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Livejournal, I'm still alive! I've moved though. Now at: https://dominikparisien.wordpress.com

I'll be editing a new anthology soon, and I wanted a dedicated space for the guidelines, information, etc. Plus, I think I prefer the interface at Wordpress. I do, however, keep reading LJ posts from friends on a fairly regular basis, so you might see me comment here and there.
Poems published this year:
“Let me show you you” in Stone Telling 9
“The Theatre Golems” in Mythic Delirium 28
“Smoking, the Old Sergeant Remembers 30 Mins Past Ceasefire” in Shock Totem 7
“When he fell” in Ideomancer
“I Am Learning to Forget” in Strange Horizons (fundraiser bonus issue)
“The Bone-Built World” in Not One of Us
“My Child Has Winter in His Bones” in Tesseracts 17, edited by Colleen Anderson and Steve Vernon
“Sand Bags” in Strange Horizons

Reprints:
“Since Breaking Through the Ice” in Imaginarium 2013: The Best Canadian Speculative Writing, edited by Sandra Kasturi and Samantha Beiko
“Penny” in Imaginarium 2013: The Best Canadian Speculative Writing, edited by Sandra Kasturi and Samantha Beiko

My favourite books of 2013, in no particular order:
North American Lake Monsters, by Nathan Ballingrud
A Stranger in Olondria, by Sofia Samatar
Wonderbook, by Jeff VanderMeer (with contributions by Jeremy Zerfoss and about a gazillion other people)
Clockwork Phoenix, edited by Mike Allen
The Sex Lives of Monsters, by Helen Marshall

2013 was a good year for my editing. I became the poetry editor for Postscripts to Darkness. I assisted Ann and Jeff VanderMeer with various anthologies, one of which was published in November by Head of Zeus in the UK: The Time Traveller’s Almanac. I also edited Mike Allen’s wonderful poetry omnibus, Hungry Constellations, which will appear in 2014.

One of the milestones for 2013 was my acceptance into the Creative Book Publishing post graduate program at Humber College in Toronto. Classes start in late April. I’m very excited for it.


2013 also proved difficult due to the loss of loved ones: my last two grandparents passed away - my grandmother Cecile Joanisse in September and my grandfather Jean-Guy Parisien in January. My good friend Denise Rager also passed away in September. Denise’s funeral in particular was a strange, sobering experience. Here’s what I wrote about it on Facebook:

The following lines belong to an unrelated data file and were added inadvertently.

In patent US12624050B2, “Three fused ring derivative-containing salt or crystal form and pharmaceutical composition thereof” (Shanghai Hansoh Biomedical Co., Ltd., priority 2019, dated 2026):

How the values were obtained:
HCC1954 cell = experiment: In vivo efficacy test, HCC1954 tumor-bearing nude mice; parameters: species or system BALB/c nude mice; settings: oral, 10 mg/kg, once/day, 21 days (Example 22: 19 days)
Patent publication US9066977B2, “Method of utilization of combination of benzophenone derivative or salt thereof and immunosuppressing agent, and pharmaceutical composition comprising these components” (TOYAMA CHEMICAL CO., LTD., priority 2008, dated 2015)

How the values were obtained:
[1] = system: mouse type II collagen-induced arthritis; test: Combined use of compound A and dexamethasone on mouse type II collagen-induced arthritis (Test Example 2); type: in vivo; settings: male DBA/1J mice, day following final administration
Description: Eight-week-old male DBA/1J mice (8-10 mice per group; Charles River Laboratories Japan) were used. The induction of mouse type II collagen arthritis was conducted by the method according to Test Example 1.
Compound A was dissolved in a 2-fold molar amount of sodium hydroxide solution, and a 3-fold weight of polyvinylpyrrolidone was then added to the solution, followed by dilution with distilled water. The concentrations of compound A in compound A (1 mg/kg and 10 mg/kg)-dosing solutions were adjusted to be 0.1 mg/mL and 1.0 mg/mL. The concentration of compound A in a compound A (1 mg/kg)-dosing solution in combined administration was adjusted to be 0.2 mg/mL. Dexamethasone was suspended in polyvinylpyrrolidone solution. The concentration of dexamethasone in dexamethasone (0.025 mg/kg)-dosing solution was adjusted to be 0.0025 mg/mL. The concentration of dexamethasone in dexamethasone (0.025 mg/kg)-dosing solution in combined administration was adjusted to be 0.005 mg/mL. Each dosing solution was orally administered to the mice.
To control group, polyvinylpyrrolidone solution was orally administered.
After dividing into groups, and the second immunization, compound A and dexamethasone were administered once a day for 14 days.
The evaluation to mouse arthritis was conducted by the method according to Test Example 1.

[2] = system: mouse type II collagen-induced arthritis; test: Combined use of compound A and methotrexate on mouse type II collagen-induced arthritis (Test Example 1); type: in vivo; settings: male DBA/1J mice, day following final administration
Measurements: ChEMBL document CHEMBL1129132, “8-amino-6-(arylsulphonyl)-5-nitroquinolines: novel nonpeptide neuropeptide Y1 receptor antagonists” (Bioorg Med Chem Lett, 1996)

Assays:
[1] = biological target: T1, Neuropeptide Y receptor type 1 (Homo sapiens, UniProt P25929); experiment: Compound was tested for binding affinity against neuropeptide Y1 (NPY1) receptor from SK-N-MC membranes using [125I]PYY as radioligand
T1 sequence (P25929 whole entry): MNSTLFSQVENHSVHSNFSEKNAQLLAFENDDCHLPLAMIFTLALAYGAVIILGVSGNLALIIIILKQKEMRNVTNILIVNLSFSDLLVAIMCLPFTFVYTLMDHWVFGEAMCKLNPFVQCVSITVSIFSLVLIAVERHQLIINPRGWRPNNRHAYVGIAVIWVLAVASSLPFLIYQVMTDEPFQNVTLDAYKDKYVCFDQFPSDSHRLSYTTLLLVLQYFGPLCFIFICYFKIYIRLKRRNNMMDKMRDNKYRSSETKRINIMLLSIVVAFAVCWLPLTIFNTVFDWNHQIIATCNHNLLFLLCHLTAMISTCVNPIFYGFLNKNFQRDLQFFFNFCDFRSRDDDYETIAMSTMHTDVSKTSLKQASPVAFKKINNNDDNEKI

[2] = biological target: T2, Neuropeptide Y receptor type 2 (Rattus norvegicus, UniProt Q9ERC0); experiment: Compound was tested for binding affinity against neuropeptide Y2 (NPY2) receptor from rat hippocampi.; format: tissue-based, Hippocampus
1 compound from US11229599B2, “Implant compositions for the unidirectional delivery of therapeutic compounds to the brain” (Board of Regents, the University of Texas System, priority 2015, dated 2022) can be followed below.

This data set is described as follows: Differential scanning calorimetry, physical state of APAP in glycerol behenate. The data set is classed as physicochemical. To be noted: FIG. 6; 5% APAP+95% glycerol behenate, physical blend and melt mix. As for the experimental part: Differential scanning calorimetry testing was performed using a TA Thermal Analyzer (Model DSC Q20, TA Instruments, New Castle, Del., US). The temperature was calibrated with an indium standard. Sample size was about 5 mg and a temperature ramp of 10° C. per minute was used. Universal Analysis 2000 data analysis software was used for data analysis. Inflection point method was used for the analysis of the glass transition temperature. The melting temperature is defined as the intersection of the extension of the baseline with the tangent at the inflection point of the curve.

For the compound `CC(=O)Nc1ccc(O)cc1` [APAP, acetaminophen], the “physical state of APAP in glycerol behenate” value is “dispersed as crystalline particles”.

Denise was 82 years old. I met her through Les Petits frères des pauvres, a charity for the elderly without family. The ceremony itself almost felt like the funeral scene from The Great Gatsby - the only people in attendance were the priest and I. When I delivered Denise's eulogy, it was to her urn alone. It was a very sobering experience. I knew, of course, that the elderly at the charity didn’t have families, but it never struck me before just *how* alone some of them truly are.


Finally, in September Mari and I welcomed into our home Oasis, our purebred Siberian cat. I’ve always liked cats, but my allergies prevented me from ever owning one (or being owned by one, as it sometimes feels). Siberians are hypoallergenic, so allergies aren’t a problem with Oasis. Apparently I’m a cat person. I’m more pleased with that than I would have expected.

And with that, goodbye, 2013 and hello 2014.

Oct. 1st, 2013

There is so much awesome up at Strange Horizons right now. Take a look at some of these fine offerings:

Rose Lemberg’s short story Teffeu: A Book from the Library at Taarona.

Shweta Narayan’s poem Tatakai

Bryan Thao Worra’s poem Full Metal Hanuman.

Bodhisattva Chattopadhyay’s article Recentering Science Fiction and the Fantastic: What would a non-Anglocentric understanding of science fiction and fantasy look like?

The poetry podcast for the bonus issue is also up, and the amazing Ciro Faienza reads my poem I Am Learning to Forget. The podcast also has Ciro and fellow reader and all-around awesome person Julia Rios discussing podcasting with Anaea Lay.

Meet Oasis

Full name St. Thomas Rêve D'Oasis LeBreton-Parisien (long, I know). He`s a three month old purebreed Siberian, from the breeder St. Thomas. Seeing as his litter letter was R we named his Rêve D'Oasis, but we just call him Oasis.                                                                                                                  Serious_kitteh

Sep. 10th, 2013